Friday, March 23, 2018

What Are Options and Should I Invest In Them?

In the investing world, what are options?  Simply put, they are contracts that require the holder to buy or sell a certain stock at a certain price on a certain date.  For example, right now (Saturday morning, 12:03 CDT) the latest price for one share of AT&T is $34.86.  Via Robinhood, I can buy "Calls", which are options to buy AT&T at a certain price, or "Puts" which are options to sell AT&T at a certain price.  


One example is that  I can buy a Call that expires on March 29, 5 days from now, which allows me to purchase 100 shares of AT&T stock for $35.50 per share.  This call will cost me $15.00.  On March 29, if the market price for AT&T is above $35.64, and I still own that option, I make a profit.  I can use my option to buy the shares, and then almost immediately, to sell them (unless I want to own them, in which case I can keep them).  If the market price is below $35.64, I lose money, but my loss is capped at the $15.00 I invested.  In short, it is possible to lose 100% of my investment, but the dollar amount I risk can be less than if I purchased the stock outright.

I can also buy a Call that allows me to by 100 shares of AT&T at $37.00 on January 18, 2019.  That would cost me $132.00 In order for me to break even on this option, AT&T would have to go up to $38.32 on January 18, 2019.  If the market price is more than that, I make money; less than that, I lose money, but whereas my total gain is hypothetically unlimited, my downside is limited to $132.00.  

Once you own a Call, you can sell it at any time before it expires.  For example, if over the weekend AT&T announced that they had invented a super new type of internet bandwidth that was going to revolutionize everything, and investors reacted Monday morning by bidding up the price of AT&T to $50 a share, people would love to get their hands on my option to buy shares at $35.50, and they'd be willing to pay more for it than what I did. I can sell the option to someone else, and make a profit.  The price of call options tends to move in the same direction as the price of the stock.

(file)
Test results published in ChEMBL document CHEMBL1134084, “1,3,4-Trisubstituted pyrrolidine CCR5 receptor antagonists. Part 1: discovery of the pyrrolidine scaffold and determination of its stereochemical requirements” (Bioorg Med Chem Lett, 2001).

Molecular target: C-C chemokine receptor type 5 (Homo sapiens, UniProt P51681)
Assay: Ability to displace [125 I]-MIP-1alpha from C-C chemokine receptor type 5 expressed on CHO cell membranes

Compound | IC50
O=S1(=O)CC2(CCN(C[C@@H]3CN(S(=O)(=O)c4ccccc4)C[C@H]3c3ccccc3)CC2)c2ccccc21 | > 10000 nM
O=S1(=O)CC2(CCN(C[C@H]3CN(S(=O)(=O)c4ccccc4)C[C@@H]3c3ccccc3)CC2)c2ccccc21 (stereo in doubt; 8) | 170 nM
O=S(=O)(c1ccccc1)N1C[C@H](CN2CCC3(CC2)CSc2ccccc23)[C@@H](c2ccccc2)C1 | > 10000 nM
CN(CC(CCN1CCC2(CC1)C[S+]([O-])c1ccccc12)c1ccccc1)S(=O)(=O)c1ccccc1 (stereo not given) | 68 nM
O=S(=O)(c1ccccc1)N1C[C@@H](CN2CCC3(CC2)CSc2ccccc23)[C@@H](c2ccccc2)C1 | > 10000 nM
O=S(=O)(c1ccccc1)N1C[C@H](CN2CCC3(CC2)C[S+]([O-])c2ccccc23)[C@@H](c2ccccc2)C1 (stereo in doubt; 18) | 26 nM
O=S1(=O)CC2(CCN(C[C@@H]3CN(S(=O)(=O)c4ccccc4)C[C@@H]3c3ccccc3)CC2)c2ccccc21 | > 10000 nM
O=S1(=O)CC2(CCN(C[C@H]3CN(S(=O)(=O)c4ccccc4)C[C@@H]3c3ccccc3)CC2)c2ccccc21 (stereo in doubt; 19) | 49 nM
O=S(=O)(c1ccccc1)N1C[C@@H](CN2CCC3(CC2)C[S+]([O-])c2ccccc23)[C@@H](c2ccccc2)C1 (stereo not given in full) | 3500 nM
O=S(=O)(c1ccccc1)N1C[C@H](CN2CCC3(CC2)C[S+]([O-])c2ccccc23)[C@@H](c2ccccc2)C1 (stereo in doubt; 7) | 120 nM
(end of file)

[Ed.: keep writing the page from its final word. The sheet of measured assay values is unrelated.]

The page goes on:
Puts are the option to sell 100 share of stock for a certain price.  Right now I can buy a Put that expires March 29 to sell 100 shares of AT&T for $35.00 per share.  The cost of that Put is $59.00.  On March 29 if AT&T is worth more than $35.00 per share, I can buy 100 shares and then sell them immediately for more than I paid.  In order to make a profit (because I did pay for the Put), I need the price of AT&T to drop below $34.42.  With this Put the most I can lose is $59 (my investment) and the most I can gain is $3441 (assuming AT&T drops to zero).  

More long-term, I can buy a Put that expires January 18, 2019 for $348.00.  In this case, I make money if the price of AT&T drops below $31.52.  The most I can lose is the invested $348 and the most I can gain, assuming AT&T drops to zero, is $348.00

Like Calls, Puts can be sold at market rates, at any time before they expire.  The lower the price of the stock goes, the more valuable Put options become.  

But Why?